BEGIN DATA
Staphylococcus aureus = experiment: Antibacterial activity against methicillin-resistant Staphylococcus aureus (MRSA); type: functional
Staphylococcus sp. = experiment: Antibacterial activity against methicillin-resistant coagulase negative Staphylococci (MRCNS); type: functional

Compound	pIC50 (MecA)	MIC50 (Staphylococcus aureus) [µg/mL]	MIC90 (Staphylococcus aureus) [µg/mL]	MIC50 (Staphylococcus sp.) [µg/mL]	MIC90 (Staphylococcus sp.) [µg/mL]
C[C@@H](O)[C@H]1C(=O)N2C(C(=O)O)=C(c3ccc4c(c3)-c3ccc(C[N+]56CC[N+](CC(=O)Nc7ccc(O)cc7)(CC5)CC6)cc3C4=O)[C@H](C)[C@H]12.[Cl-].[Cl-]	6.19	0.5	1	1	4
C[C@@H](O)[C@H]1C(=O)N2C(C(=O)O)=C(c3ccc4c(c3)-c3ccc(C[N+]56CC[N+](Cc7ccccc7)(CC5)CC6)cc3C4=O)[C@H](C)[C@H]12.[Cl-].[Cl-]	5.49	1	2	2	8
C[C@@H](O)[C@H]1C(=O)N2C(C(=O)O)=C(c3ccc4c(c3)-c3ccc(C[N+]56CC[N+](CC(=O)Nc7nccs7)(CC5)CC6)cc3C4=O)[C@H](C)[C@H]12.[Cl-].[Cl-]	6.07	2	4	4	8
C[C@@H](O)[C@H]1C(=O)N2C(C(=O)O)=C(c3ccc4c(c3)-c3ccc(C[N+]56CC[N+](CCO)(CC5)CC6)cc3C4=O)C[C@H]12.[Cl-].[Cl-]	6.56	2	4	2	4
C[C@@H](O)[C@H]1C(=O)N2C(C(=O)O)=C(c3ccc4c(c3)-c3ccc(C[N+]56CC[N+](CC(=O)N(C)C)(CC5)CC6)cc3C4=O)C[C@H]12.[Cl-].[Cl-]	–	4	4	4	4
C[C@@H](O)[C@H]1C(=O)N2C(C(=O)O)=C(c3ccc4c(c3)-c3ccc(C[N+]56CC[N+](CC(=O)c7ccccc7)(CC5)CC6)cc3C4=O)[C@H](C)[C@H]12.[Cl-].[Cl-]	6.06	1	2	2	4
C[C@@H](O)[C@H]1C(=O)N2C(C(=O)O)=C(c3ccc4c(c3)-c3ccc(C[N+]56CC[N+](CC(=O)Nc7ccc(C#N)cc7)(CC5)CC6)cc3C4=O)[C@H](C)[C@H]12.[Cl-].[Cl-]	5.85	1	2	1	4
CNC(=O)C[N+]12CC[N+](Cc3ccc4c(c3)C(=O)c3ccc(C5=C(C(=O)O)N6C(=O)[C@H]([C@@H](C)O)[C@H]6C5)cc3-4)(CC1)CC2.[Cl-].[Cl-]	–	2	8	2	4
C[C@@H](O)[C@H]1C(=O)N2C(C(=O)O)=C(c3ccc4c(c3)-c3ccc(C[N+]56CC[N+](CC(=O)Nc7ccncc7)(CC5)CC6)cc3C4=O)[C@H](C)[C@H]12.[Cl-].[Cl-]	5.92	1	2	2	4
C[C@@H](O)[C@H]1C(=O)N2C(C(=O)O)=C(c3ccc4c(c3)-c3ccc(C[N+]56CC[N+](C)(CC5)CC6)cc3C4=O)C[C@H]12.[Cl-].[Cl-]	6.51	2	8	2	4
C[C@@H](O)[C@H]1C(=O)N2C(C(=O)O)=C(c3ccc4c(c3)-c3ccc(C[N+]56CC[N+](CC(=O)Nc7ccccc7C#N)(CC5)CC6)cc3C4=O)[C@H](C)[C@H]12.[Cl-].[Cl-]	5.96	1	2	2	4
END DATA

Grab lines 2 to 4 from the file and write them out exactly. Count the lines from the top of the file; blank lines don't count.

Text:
Staphylococcus sp. = experiment: Antibacterial activity against methicillin-resistant coagulase negative Staphylococci (MRCNS); type: functional

Compound	pIC50 (MecA)	MIC50 (Staphylococcus aureus) [µg/mL]	MIC90 (Staphylococcus aureus) [µg/mL]	MIC50 (Staphylococcus sp.) [µg/mL]	MIC90 (Staphylococcus sp.) [µg/mL]
C[C@@H](O)[C@H]1C(=O)N2C(C(=O)O)=C(c3ccc4c(c3)-c3ccc(C[N+]56CC[N+](CC(=O)Nc7ccc(O)cc7)(CC5)CC6)cc3C4=O)[C@H](C)[C@H]12.[Cl-].[Cl-]	6.19	0.5	1	1	4